The last time Sandra McFadden Rowden ’57 visited her alma mater was 1972.
An awful lot has changed at Stephens College since then. But one thing has remained the same: the comradery she feels with her classmates.
Rowden is among five members of the Class of 1957 who came home to Stephens this weekend to celebrate the legacy, leadership, friendships and traditions that make the college a place like no other.
About 90 alumnae have returned to attend the annual Celebrate Stephens alumnae reunion, which is April 27-29, 2017. This year’s event gives special recognition to classes ending in 2 and 7.
Rowden, who lives in Texas, and her classmates were thrilled to reconnect.
“It’s been a wonderful experience,” she said. “But I keep getting lost” on campus.
While they are in town, alumnae are invited to drop in on a class, tour the campus, visit the residence halls or browse the college’s archives, among other activities. Other events during the weekend include a welcome party for the senior class and annual Crossing the Bridge ceremony; brunch and President Dianne Lynch’s State of the College Address; the Alumnae Cabaret and Bistro, where the Alumnae Achievement and Service Award recipients are recognized; and Vespers.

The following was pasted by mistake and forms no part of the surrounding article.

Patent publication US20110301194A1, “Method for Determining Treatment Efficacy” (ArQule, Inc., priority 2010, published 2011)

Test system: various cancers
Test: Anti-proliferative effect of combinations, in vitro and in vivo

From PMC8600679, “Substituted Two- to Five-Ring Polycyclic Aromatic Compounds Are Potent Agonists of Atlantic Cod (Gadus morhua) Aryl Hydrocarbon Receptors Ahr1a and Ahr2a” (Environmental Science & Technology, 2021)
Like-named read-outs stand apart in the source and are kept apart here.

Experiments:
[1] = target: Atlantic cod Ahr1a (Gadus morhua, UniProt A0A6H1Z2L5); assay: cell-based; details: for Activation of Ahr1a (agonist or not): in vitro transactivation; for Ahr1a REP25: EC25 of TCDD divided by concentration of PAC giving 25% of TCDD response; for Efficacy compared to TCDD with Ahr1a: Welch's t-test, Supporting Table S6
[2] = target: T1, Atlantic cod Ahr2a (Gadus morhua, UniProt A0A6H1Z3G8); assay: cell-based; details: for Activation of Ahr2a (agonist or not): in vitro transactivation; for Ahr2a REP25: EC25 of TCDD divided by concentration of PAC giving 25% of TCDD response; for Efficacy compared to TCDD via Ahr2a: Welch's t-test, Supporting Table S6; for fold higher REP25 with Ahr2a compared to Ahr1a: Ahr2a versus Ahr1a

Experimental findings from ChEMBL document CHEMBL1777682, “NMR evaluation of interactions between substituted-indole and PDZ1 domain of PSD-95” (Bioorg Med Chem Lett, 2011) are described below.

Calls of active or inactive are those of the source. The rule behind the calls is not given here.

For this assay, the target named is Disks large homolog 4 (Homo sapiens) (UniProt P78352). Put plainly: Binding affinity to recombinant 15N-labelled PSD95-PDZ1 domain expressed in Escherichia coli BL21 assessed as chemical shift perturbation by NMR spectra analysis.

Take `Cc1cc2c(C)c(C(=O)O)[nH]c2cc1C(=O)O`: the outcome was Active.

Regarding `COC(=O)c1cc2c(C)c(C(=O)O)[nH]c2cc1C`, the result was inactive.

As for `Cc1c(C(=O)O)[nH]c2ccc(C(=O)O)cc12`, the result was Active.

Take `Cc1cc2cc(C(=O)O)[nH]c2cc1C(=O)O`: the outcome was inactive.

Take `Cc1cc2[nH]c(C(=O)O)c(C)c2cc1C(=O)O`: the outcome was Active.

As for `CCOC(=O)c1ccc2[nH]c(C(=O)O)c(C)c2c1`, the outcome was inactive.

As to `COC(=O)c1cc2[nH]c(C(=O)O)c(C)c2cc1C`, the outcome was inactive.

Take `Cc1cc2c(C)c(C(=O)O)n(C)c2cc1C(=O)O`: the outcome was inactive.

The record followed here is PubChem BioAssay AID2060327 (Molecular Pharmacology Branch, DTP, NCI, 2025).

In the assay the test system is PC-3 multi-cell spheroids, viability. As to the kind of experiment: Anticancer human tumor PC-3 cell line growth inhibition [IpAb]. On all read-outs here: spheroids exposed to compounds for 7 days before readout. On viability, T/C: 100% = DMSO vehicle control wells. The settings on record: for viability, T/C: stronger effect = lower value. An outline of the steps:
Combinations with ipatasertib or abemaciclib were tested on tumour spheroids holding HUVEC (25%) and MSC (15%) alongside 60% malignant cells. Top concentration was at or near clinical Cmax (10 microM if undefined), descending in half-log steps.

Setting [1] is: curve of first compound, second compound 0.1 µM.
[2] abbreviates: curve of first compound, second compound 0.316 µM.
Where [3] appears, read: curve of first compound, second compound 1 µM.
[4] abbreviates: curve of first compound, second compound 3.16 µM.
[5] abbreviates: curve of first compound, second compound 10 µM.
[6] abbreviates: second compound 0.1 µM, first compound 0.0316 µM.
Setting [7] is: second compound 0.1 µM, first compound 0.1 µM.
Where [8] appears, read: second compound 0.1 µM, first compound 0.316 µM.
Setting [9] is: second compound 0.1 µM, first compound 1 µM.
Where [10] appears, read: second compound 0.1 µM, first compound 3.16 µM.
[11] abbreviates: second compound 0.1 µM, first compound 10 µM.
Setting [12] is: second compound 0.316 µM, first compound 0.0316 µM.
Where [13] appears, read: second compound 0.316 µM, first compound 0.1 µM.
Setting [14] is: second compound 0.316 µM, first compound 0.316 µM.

Classmates Sue Wilkowske Kaestner ’57 and Barbara Kerr Staub ’57 made the long drive north together from their homes in Texas. In the mid-1950s, Stephens was a two-year college. Kaestner had come to the college for the horseback riding while Staub enrolled to take advantage of the fashion program.
Both women married fraternity brothers from the University of Missouri shortly after their graduation from the Stephens. Both met their future husbands on blind dates, and 60 years later, the couples are still married.
Kaestner is impressed with how much the campus has grown.
“I am very happy with the improvements that have been made to the health sciences program,” she said.
As the women gathered in the Kimball Ballroom to have their class picture taken, Gretchen Bush Kimball ’57 took in the beauty of the cavernous room, admiring the hardwood floors, tall windows and original chandeliers. Kimball and her late husband, William R. Kimball, helped finance the restoration of the ballroom, which was built in 1938. When the ballroom reopened in 2006, it was renamed in honor of the Kimballs’ generosity.
“It’s always nice to come back,” she said.
View our Celebrate Stephens photo album.
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